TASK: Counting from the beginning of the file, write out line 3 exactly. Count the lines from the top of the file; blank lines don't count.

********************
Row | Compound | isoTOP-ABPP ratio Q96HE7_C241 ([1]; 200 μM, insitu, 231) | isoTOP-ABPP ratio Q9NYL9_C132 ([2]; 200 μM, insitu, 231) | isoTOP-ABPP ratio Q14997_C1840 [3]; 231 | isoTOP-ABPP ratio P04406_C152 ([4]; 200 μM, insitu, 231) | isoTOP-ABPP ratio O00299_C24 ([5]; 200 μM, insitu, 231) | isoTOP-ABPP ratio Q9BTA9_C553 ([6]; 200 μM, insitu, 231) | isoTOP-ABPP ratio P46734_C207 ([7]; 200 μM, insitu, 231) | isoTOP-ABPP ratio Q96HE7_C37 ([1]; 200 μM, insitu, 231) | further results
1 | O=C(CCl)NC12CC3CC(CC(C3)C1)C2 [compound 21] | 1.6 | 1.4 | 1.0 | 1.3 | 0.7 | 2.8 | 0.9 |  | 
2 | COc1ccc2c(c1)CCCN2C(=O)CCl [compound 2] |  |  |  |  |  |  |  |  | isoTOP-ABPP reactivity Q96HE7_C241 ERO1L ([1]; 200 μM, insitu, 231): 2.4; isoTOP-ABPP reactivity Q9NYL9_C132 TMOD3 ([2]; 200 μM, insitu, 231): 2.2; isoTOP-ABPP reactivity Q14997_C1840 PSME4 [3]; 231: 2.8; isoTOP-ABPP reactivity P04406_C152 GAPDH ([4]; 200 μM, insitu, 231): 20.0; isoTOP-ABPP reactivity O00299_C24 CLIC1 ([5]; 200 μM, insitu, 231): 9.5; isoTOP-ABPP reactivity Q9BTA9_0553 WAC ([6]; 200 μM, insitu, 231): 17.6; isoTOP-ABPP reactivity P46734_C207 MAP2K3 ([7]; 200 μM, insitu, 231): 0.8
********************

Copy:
2 | COc1ccc2c(c1)CCCN2C(=O)CCl [compound 2] |  |  |  |  |  |  |  |  | isoTOP-ABPP reactivity Q96HE7_C241 ERO1L ([1]; 200 μM, insitu, 231): 2.4; isoTOP-ABPP reactivity Q9NYL9_C132 TMOD3 ([2]; 200 μM, insitu, 231): 2.2; isoTOP-ABPP reactivity Q14997_C1840 PSME4 [3]; 231: 2.8; isoTOP-ABPP reactivity P04406_C152 GAPDH ([4]; 200 μM, insitu, 231): 20.0; isoTOP-ABPP reactivity O00299_C24 CLIC1 ([5]; 200 μM, insitu, 231): 9.5; isoTOP-ABPP reactivity Q9BTA9_0553 WAC ([6]; 200 μM, insitu, 231): 17.6; isoTOP-ABPP reactivity P46734_C207 MAP2K3 ([7]; 200 μM, insitu, 231): 0.8